Mercury in lakes and lake fishes on a conservation-industry gradient in Brazil.

N. Mirlean, S. Larned, Vladimir Ivanovich Nikora, V. Tavares Kütter

Research output: Contribution to journalArticle

35 Citations (Scopus)

Abstract

Mercury contamination in freshwater food webs can be severe and persistent, and freshwater fish are a major source of mercury contamination in humans. Northern hemisphere studies suggest that the primary pathway by which freshwater fish accumulate mercury is the food web, and that atmospheric deposition is the primary route by which mercury enters freshwater systems. Levels of atmospheric deposition are closely linked to proximity to sources of mercury emissions. These propositions have not been tested in the southern hemisphere. In this study, we measured mercury levels at three lakes in southern Brazil and assessed relationships between mercury in precipitation, lake water, sediment and fish tissues at sites close to (industrial and suburban areas) and distant from (protected conservation area) sources of mercury emissions. We also assessed relationships between mercury in fish species and their trophic habits. Mercury concentrations in sediment and lake water did not vary among lakes. In contrast, mercury in precipitation at the study lakes increased with proximity to industrial sources. Mercury in fish tissue generally increased along the same gradient, but also varied with trophic level and preferred depth zone. Atmospheric mercury deposition to these closed lakes may be directly linked to concentrations in fish, with surface-feeding piscivorous species attaining the highest concentrations. (c) 2005 Elsevier Ltd. All rights reserved.

Original languageEnglish
Pages (from-to)226-236
Number of pages10
JournalChemosphere
Volume60
DOIs
Publication statusPublished - 2005

Keywords

  • fish
  • lake
  • mercury contamination
  • sediment
  • South America
  • trophic level
  • TROUT ONCORHYNCHUS-MYKISS
  • SOUTHERN BRAZIL
  • FRESH-WATER
  • RIVER-BASIN
  • NEW-ZEALAND
  • BIOACCUMULATION
  • METHYLMERCURY
  • CONTAMINATION
  • ACCUMULATION
  • FLOODPLAIN

Cite this

Mercury in lakes and lake fishes on a conservation-industry gradient in Brazil. / Mirlean, N.; Larned, S.; Nikora, Vladimir Ivanovich; Tavares Kütter, V.

In: Chemosphere, Vol. 60, 2005, p. 226-236.

Research output: Contribution to journalArticle

Mirlean, N. ; Larned, S. ; Nikora, Vladimir Ivanovich ; Tavares Kütter, V. / Mercury in lakes and lake fishes on a conservation-industry gradient in Brazil. In: Chemosphere. 2005 ; Vol. 60. pp. 226-236.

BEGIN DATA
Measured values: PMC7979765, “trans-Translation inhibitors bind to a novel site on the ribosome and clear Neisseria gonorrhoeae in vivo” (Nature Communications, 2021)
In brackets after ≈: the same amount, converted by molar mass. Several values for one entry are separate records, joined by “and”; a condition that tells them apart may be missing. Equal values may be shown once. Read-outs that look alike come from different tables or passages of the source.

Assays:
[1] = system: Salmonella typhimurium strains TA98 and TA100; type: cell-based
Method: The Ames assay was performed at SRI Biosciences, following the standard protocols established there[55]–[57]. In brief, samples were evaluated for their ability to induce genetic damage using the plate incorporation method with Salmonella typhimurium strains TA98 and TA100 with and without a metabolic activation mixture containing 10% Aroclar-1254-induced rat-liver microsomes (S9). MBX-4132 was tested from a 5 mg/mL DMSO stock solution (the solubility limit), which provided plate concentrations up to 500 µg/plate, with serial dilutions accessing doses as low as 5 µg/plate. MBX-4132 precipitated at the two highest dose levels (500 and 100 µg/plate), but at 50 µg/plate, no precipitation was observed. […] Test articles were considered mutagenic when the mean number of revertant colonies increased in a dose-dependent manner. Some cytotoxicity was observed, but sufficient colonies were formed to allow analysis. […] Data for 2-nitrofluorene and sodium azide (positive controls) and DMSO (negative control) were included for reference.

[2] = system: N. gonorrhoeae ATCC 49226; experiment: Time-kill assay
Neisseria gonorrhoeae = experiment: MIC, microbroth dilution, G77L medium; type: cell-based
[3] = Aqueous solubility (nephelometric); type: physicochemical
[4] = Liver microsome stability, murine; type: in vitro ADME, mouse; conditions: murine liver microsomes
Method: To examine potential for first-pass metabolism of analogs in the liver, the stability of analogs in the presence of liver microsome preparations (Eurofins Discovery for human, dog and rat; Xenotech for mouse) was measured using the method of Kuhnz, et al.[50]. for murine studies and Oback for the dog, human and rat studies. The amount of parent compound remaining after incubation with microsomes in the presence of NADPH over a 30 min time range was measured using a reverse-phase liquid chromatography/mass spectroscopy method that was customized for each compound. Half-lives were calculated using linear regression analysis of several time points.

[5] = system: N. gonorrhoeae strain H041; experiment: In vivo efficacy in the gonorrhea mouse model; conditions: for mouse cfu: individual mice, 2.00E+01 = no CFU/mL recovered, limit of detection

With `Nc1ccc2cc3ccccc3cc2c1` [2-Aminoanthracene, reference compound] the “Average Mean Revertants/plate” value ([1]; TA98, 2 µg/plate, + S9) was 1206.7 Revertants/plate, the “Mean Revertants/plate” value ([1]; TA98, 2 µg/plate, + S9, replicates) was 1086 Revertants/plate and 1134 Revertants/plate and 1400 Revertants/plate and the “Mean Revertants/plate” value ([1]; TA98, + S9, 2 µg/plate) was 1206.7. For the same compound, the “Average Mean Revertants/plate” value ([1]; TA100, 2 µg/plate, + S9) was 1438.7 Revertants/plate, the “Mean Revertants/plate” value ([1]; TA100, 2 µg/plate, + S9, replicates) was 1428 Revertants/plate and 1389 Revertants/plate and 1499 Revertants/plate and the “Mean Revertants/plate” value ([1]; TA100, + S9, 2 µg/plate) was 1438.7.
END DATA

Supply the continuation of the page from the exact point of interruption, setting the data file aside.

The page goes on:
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abstract = "Mercury contamination in freshwater food webs can be severe and persistent, and freshwater fish are a major source of mercury contamination in humans. Northern hemisphere studies suggest that the primary pathway by which freshwater fish accumulate mercury is the food web, and that atmospheric deposition is the primary route by which mercury enters freshwater systems. Levels of atmospheric deposition are closely linked to proximity to sources of mercury emissions. These propositions have not been tested in the southern hemisphere. In this study, we measured mercury levels at three lakes in southern Brazil and assessed relationships between mercury in precipitation, lake water, sediment and fish tissues at sites close to (industrial and suburban areas) and distant from (protected conservation area) sources of mercury emissions. We also assessed relationships between mercury in fish species and their trophic habits. Mercury concentrations in sediment and lake water did not vary among lakes. In contrast, mercury in precipitation at the study lakes increased with proximity to industrial sources. Mercury in fish tissue generally increased along the same gradient, but also varied with trophic level and preferred depth zone. Atmospheric mercury deposition to these closed lakes may be directly linked to concentrations in fish, with surface-feeding piscivorous species attaining the highest concentrations. (c) 2005 Elsevier Ltd. All rights reserved.",
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